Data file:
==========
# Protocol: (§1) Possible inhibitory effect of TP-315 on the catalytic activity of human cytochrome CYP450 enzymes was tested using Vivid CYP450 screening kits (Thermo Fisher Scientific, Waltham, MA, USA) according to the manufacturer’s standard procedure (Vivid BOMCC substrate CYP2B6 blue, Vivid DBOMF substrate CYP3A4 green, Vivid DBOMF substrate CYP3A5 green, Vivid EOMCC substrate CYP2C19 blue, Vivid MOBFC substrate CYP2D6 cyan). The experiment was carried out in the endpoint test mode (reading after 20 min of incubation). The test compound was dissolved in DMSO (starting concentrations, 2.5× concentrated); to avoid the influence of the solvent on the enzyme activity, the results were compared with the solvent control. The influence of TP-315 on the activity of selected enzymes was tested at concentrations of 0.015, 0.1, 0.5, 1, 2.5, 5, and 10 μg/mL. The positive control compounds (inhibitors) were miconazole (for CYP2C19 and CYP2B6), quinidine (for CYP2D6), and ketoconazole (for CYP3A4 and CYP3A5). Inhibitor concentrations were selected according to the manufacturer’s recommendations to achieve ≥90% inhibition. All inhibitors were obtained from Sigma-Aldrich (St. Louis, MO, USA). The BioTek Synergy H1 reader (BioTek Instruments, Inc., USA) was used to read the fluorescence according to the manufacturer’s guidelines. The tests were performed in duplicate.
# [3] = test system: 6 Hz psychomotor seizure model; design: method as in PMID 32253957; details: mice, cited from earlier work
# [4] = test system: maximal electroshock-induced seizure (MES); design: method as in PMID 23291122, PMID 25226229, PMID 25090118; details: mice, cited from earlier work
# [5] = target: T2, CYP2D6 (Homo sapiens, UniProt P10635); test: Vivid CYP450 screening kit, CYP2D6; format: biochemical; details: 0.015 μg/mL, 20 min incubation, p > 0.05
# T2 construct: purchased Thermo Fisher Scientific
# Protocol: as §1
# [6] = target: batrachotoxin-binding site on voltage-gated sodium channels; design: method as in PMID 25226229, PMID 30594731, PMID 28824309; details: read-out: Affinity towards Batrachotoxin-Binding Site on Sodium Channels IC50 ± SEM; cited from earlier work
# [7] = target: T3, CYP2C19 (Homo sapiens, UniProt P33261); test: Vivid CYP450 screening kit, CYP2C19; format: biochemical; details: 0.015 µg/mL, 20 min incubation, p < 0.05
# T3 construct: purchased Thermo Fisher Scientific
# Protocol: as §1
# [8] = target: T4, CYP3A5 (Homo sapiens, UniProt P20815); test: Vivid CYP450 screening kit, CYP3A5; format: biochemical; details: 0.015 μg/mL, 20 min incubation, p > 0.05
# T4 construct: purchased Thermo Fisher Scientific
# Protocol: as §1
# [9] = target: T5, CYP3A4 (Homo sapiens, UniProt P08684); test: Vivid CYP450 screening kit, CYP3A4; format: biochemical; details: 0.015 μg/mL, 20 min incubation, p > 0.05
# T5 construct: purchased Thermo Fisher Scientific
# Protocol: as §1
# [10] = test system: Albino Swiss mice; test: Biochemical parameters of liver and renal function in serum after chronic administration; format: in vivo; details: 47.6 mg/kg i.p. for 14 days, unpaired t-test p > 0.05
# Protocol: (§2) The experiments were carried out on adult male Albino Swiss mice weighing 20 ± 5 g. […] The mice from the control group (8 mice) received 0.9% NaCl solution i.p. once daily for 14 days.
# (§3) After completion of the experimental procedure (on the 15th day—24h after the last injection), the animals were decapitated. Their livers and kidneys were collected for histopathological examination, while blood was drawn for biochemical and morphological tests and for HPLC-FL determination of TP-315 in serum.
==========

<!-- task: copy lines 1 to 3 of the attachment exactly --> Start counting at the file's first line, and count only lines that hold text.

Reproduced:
# Protocol: (§1) Possible inhibitory effect of TP-315 on the catalytic activity of human cytochrome CYP450 enzymes was tested using Vivid CYP450 screening kits (Thermo Fisher Scientific, Waltham, MA, USA) according to the manufacturer’s standard procedure (Vivid BOMCC substrate CYP2B6 blue, Vivid DBOMF substrate CYP3A4 green, Vivid DBOMF substrate CYP3A5 green, Vivid EOMCC substrate CYP2C19 blue, Vivid MOBFC substrate CYP2D6 cyan). The experiment was carried out in the endpoint test mode (reading after 20 min of incubation). The test compound was dissolved in DMSO (starting concentrations, 2.5× concentrated); to avoid the influence of the solvent on the enzyme activity, the results were compared with the solvent control. The influence of TP-315 on the activity of selected enzymes was tested at concentrations of 0.015, 0.1, 0.5, 1, 2.5, 5, and 10 μg/mL. The positive control compounds (inhibitors) were miconazole (for CYP2C19 and CYP2B6), quinidine (for CYP2D6), and ketoconazole (for CYP3A4 and CYP3A5). Inhibitor concentrations were selected according to the manufacturer’s recommendations to achieve ≥90% inhibition. All inhibitors were obtained from Sigma-Aldrich (St. Louis, MO, USA). The BioTek Synergy H1 reader (BioTek Instruments, Inc., USA) was used to read the fluorescence according to the manufacturer’s guidelines. The tests were performed in duplicate.
# [3] = test system: 6 Hz psychomotor seizure model; design: method as in PMID 32253957; details: mice, cited from earlier work
# [4] = test system: maximal electroshock-induced seizure (MES); design: method as in PMID 23291122, PMID 25226229, PMID 25090118; details: mice, cited from earlier work